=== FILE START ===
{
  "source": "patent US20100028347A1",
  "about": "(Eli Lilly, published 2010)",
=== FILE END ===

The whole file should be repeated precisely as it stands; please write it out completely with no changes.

{
  "source": "patent US20100028347A1",
  "about": "(Eli Lilly, published 2010)",